“I was always attracted to monastic life, not necessarily that I wanted to be a nun, but they’ve helped me to find my spiritual path. I think monasteries are very important, because not only they pray for us and for the whole world, but they can really help people,” she adds.
“I met Gheronda Ephraim from Arizona, I met the monks and until today I’m very close to them. My mind was shaped between them and my father who was closest to me in Los Angeles, where I was able to go every day. As a beginner, I needed to have a church nearby.”
“I was going through a lot of pain, a lot of suffering and a lot of struggle, so I really needed to get on my knees and pray and to go to religious services”, Yelena Popovic explains.
“But look, 12 years later after all this, I’m married and have another son, Nikolai.”
And, in addition to all that, she has become professionally accomplished, completing an Orthodox film which tells the story of St Nectarios of Aegina.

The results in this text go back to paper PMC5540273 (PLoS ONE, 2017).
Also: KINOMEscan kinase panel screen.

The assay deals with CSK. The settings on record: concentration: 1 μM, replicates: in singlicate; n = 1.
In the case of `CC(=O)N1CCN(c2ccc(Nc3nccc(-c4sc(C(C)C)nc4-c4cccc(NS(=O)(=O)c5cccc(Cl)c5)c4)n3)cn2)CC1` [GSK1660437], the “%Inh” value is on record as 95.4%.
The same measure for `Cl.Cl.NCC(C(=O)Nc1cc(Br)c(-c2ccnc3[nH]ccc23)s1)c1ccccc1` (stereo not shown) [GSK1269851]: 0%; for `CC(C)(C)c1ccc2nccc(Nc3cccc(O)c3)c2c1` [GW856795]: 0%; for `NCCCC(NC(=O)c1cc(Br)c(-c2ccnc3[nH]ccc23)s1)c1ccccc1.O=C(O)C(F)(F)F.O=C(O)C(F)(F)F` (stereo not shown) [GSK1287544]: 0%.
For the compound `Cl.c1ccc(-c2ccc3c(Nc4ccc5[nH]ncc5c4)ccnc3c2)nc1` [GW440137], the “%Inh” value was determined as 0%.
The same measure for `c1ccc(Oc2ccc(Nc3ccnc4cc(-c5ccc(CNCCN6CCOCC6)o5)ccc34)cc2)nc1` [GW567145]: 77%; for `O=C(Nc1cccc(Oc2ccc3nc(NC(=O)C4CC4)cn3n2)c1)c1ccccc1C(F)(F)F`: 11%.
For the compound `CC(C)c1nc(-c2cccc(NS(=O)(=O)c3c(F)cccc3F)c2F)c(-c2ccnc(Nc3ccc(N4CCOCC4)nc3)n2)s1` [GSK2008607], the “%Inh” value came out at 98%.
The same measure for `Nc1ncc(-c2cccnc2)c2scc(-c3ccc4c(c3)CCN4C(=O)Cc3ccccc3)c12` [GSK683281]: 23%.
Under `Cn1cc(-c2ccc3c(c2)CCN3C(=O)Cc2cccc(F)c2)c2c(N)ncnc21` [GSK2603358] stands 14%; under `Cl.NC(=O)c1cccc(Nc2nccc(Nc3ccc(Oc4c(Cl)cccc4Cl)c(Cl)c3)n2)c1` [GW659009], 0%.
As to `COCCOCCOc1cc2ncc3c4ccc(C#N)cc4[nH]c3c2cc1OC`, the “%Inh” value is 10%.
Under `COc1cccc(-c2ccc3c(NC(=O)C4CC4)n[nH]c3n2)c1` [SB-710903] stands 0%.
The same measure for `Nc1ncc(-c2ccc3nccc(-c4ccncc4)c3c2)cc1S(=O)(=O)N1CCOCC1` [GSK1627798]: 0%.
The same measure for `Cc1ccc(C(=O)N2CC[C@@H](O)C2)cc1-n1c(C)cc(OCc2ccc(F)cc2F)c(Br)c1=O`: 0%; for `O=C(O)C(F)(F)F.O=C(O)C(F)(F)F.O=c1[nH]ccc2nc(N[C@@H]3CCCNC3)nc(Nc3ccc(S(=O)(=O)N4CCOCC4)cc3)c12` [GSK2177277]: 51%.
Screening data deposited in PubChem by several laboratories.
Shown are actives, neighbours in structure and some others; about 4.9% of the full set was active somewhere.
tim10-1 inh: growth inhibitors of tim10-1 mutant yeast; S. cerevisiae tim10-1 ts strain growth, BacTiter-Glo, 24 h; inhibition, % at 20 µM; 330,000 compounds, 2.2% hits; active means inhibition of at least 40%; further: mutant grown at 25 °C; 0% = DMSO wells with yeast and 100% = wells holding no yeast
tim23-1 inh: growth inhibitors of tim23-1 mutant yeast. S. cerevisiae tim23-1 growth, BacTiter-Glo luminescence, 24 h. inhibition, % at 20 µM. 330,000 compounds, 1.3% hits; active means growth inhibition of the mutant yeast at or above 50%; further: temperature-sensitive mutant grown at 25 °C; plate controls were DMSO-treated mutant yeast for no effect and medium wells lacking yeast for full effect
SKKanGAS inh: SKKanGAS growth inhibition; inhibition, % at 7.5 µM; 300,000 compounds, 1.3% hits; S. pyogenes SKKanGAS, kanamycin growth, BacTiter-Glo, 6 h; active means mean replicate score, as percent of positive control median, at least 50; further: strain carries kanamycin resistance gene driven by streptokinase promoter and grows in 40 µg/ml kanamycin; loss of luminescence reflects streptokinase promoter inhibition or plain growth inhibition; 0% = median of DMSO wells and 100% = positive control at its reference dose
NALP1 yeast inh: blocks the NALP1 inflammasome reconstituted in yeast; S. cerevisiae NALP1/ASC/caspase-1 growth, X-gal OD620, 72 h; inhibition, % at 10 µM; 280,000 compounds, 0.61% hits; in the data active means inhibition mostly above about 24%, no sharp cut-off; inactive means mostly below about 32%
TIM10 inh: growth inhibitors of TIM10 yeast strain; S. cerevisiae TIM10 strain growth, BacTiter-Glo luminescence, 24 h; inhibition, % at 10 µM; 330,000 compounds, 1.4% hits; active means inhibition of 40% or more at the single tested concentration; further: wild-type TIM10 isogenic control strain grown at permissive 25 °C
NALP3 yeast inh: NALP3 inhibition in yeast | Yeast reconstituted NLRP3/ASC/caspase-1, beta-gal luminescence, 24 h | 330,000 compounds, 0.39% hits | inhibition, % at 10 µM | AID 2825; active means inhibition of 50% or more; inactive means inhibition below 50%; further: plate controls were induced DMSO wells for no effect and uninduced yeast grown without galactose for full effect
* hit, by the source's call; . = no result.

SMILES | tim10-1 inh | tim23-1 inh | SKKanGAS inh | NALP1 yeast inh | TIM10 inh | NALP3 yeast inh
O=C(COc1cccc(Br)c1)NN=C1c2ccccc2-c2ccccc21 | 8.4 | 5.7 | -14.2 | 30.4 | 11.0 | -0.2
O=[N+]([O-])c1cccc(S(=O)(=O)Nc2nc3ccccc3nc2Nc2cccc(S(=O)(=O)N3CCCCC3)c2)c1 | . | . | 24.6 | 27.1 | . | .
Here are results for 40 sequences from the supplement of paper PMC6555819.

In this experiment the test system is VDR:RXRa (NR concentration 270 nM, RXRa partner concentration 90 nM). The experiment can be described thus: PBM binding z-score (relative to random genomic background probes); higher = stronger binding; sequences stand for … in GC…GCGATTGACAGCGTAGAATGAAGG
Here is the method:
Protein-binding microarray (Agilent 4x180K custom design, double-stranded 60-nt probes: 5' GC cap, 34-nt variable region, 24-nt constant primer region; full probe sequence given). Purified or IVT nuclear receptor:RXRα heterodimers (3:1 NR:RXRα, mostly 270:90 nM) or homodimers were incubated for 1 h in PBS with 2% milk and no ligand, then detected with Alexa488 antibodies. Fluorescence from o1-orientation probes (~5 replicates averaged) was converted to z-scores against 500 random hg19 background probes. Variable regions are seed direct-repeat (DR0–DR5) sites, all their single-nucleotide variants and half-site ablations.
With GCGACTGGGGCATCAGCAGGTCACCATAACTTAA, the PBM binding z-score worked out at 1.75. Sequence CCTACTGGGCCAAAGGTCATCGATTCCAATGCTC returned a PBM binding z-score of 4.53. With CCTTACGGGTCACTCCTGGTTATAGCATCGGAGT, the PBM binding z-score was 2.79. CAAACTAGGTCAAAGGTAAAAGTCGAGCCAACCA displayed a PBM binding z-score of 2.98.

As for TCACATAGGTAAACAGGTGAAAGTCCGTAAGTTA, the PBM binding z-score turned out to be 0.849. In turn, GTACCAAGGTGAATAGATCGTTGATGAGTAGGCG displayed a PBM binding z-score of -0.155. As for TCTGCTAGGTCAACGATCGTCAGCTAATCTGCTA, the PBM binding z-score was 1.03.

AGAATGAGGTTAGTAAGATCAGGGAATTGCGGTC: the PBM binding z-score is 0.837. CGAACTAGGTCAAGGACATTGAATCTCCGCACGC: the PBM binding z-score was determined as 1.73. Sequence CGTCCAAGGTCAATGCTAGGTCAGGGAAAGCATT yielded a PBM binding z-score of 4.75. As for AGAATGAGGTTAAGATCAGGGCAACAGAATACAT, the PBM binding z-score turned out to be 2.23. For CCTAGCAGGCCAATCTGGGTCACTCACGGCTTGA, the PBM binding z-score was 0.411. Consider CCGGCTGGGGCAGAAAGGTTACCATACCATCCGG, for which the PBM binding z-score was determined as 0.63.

A film connected to the memory of her father
She thinks the trigger was the memory of her father: “He never went to church, but was a very righteous man. He never transgressed God’s commandments. And I’ve heard all my life that he should not have done that”.
Her father was the chief civil engineer of Serbia, but did not want to steal or lie, which made him lose his job from the highly-corrupted communist environment. He worked a modest job in a very small factory after that.
“When he died, in 2011, I couldn’t go to his funeral because of my immigration status. When I was able to go to Belgrade, in July 2012, I saw this book about St Nectarios in a monastery.”
She bought it to read on the plane. “Before reading it, I had never thought of making a film about a saint!”
But at the time she did know she wanted to make films “to help the humanity, to bring light, to do something good as a Christian and as a person who believes in good”.
“I wanted to counteract all the darkness around and especially if you are in Hollywood, you would know what I’m talking about,” she says.
This is how the “Man of God” movie came to being – a project that matured for eight years before becoming reality, with the support of Mount Athos’ Vatopaidi Monastery.
The movie is released in Romania on November 29, 2022.
- Yelena Popovic: My goal was to bring St Nectarios to the hearts of people. I felt his story could help them
Photo credit: Basilica.ro / Raluca Ene